Everything You Need to Know about Stair Lifts

As much as 40 percent of senior citizens suffer from a disability with impaired mobility the most common issue reported. In many cases, reduced mobility leads to less independence. The good news is that home stair lifts are an increasingly affordable solution for the elderly and mobility-impaired, but it's important to understand your needs before purchasing this potentially life-changing product.

Types of Stair Lifts

Before you start looking at specific models and brands, you need to know what type of stair lift works in your home. Stair lifts are available in either battery-powered or electric models.

Straight Stair Lift

This is the most common type of stair lift as well as the most affordable option and will be the ideal choice if you have stairs that go straight up from one level to another. Straight lifts mount to your stair treads and travel in a straight line without interruption by landings, curves or turns. Because of its simpler design, this is also the most affordable type of lift, and you can expect to pay somewhere between $3,000 and 5,000 to install a straight stair lift.

Curved Stair Lift

If your stairs are more elaborate and include details like landings or turns, you will need a curved stair lift. This type of lift is functionally the same as a straight stair lift in that it mounts on your stair treads and moves you from one level to the next while comfortably seated in a chair. However, to accommodate a broader range of motion, more complicated components are needed which makes a curved stair lift more expensive. If you have the choice between installing a lift on a more detailed set of stairs or on steps that are a straight run, opt for the less complicated and less expensive straight stair lift. Curved stair lifts can run as high as $15,000, making them a significantly higher investment.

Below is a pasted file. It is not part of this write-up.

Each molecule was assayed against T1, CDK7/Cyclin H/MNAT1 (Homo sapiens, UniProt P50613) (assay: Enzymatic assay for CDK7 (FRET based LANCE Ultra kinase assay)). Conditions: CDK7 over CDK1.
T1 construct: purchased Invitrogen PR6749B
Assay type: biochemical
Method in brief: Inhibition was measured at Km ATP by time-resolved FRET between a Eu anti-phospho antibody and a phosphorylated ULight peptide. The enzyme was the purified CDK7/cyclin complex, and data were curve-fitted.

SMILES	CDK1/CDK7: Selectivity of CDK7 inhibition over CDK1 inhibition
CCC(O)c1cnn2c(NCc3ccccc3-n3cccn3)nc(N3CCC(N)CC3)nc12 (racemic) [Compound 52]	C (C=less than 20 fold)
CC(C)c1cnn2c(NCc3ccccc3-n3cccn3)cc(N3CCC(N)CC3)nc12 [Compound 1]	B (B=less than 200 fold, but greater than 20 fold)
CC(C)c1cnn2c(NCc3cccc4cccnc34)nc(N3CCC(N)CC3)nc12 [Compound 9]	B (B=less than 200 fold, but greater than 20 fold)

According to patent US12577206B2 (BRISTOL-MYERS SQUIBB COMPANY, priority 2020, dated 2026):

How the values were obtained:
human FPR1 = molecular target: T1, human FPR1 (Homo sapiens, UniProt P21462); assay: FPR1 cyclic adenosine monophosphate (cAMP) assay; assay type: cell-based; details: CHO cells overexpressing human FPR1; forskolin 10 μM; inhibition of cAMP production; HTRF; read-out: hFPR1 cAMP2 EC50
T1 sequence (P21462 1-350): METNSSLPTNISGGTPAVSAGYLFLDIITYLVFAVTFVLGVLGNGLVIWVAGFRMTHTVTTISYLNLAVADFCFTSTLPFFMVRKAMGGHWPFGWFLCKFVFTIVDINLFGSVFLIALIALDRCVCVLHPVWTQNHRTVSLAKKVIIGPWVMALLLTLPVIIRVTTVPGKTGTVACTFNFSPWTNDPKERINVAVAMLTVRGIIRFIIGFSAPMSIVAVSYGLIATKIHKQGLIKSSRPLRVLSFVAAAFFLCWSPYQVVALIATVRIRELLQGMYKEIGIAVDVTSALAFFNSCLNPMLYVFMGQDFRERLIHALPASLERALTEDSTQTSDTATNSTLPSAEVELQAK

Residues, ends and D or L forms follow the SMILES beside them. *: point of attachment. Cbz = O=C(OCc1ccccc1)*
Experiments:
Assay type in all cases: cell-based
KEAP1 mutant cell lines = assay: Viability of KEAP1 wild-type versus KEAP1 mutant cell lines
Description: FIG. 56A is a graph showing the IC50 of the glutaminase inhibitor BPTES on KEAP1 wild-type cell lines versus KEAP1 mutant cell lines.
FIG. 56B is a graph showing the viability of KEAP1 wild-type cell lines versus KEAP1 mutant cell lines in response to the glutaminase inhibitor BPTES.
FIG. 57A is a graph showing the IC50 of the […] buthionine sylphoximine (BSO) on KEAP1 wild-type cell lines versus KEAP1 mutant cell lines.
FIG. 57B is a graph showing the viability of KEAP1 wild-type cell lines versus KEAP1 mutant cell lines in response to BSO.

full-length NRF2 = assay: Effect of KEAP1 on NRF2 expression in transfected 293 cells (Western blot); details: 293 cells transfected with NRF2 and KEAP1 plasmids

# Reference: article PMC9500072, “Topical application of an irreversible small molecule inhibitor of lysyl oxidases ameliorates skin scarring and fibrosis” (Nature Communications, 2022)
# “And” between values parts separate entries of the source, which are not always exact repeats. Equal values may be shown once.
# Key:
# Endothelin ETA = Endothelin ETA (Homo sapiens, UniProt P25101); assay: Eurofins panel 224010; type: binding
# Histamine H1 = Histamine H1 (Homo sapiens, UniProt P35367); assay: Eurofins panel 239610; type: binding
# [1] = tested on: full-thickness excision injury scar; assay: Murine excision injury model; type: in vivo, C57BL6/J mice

Outdoor Stair Lift

This type of lift works like a straight stair lift as most exterior stairs don't include turns. However, they are built from more durable and weather proof materials so that they can withstand the rigors of being outdoors. Even though outdoor lifts often have shorter tracks, expect to pay around the same price as a straight stair lift due to the heavy-duty components used in its construction.

Paying for Your Lift

Many seniors are on fixed incomes, so it is often a struggle to pay for a big-ticket item like stair lifts even when they are necessary for independent living. Unfortunately, many insurance plans, including Medicare, don't cover stair lifts. However, some states as well as the VA offer waivers or grants that can help pay for a lift. Also, most manufacturers allow you to finance the purchase of a stair lift. Alternatively, some manufacturers sell used or refurbished models at a discounted rate.

Where to Buy

Several stair lift manufacturers have a longstanding reputation for making quality products. While this isn't an exhaustive list, you are unlikely to be disappointed with any of these brands.

  • Harmar - With a wide variety of mobility devices, this company shines for its outstanding selection including both straight and curved stair lifts.
  • Bruno - This family-owned company produces stair lifts in the U.S. and has 30 years of experience manufacturing mobility devices.
  • Stannah - If aesthetics are important to you, give this company a look. You can customize your lift to match your home's decor, and they offer rental programs if you need a short-term mobility solution.
  • Sterling - This company offers solid products without a lot of bells and whistles if budget is your biggest concern.

Freedom of movement is something that most people take for granted. While it's preferable to maintain mobility as you age, it's important to understand your options if you do find yourself unable to comfortably move around your home.

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